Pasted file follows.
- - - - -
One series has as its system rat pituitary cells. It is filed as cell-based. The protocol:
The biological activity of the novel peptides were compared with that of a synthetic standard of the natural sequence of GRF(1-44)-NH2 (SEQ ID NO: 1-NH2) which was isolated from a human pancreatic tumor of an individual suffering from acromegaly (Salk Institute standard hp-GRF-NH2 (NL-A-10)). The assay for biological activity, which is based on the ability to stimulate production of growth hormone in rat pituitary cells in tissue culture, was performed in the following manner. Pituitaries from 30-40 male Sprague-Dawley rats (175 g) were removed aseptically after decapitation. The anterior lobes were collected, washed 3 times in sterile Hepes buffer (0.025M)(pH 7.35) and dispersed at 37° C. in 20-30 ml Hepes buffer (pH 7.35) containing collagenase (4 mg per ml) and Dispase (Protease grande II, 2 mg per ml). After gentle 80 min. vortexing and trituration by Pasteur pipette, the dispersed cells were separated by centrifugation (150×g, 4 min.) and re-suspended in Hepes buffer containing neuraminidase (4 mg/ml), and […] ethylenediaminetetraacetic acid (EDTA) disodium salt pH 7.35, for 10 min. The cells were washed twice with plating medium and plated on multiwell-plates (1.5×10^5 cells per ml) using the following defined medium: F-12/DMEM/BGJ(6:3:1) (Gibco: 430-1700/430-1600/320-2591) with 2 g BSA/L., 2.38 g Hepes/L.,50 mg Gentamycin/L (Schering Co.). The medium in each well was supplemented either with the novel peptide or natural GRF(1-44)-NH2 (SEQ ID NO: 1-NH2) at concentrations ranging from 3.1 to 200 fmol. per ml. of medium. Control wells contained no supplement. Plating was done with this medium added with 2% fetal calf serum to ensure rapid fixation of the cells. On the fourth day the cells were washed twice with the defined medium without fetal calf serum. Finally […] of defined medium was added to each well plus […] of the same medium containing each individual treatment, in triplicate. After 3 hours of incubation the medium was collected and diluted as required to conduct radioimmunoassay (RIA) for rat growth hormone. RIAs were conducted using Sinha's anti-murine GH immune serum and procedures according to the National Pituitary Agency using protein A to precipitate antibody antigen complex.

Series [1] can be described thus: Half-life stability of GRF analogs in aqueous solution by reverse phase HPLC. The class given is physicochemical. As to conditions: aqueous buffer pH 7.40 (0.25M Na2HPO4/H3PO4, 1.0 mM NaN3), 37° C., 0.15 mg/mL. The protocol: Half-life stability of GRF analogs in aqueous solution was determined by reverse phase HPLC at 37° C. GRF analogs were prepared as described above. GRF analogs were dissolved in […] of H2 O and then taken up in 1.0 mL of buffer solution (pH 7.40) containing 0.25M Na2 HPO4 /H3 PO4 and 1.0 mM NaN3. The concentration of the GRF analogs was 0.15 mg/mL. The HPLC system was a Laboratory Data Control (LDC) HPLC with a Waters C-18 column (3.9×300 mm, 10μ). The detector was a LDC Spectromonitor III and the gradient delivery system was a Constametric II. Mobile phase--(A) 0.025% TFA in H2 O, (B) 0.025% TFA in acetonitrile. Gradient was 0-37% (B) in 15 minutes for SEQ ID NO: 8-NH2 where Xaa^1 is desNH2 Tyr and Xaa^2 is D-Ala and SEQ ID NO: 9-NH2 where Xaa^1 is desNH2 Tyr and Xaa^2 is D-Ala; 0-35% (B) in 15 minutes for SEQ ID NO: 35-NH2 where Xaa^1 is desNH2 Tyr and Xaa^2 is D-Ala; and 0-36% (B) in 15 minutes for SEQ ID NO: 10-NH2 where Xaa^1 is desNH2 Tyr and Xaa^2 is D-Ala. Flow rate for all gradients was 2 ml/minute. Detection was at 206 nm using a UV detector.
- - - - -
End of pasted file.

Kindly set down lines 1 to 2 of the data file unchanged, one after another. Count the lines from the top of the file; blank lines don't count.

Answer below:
One series has as its system rat pituitary cells. It is filed as cell-based. The protocol:
The biological activity of the novel peptides were compared with that of a synthetic standard of the natural sequence of GRF(1-44)-NH2 (SEQ ID NO: 1-NH2) which was isolated from a human pancreatic tumor of an individual suffering from acromegaly (Salk Institute standard hp-GRF-NH2 (NL-A-10)). The assay for biological activity, which is based on the ability to stimulate production of growth hormone in rat pituitary cells in tissue culture, was performed in the following manner. Pituitaries from 30-40 male Sprague-Dawley rats (175 g) were removed aseptically after decapitation. The anterior lobes were collected, washed 3 times in sterile Hepes buffer (0.025M)(pH 7.35) and dispersed at 37° C. in 20-30 ml Hepes buffer (pH 7.35) containing collagenase (4 mg per ml) and Dispase (Protease grande II, 2 mg per ml). After gentle 80 min. vortexing and trituration by Pasteur pipette, the dispersed cells were separated by centrifugation (150×g, 4 min.) and re-suspended in Hepes buffer containing neuraminidase (4 mg/ml), and […] ethylenediaminetetraacetic acid (EDTA) disodium salt pH 7.35, for 10 min. The cells were washed twice with plating medium and plated on multiwell-plates (1.5×10^5 cells per ml) using the following defined medium: F-12/DMEM/BGJ(6:3:1) (Gibco: 430-1700/430-1600/320-2591) with 2 g BSA/L., 2.38 g Hepes/L.,50 mg Gentamycin/L (Schering Co.). The medium in each well was supplemented either with the novel peptide or natural GRF(1-44)-NH2 (SEQ ID NO: 1-NH2) at concentrations ranging from 3.1 to 200 fmol. per ml. of medium. Control wells contained no supplement. Plating was done with this medium added with 2% fetal calf serum to ensure rapid fixation of the cells. On the fourth day the cells were washed twice with the defined medium without fetal calf serum. Finally […] of defined medium was added to each well plus […] of the same medium containing each individual treatment, in triplicate. After 3 hours of incubation the medium was collected and diluted as required to conduct radioimmunoassay (RIA) for rat growth hormone. RIAs were conducted using Sinha's anti-murine GH immune serum and procedures according to the National Pituitary Agency using protein A to precipitate antibody antigen complex.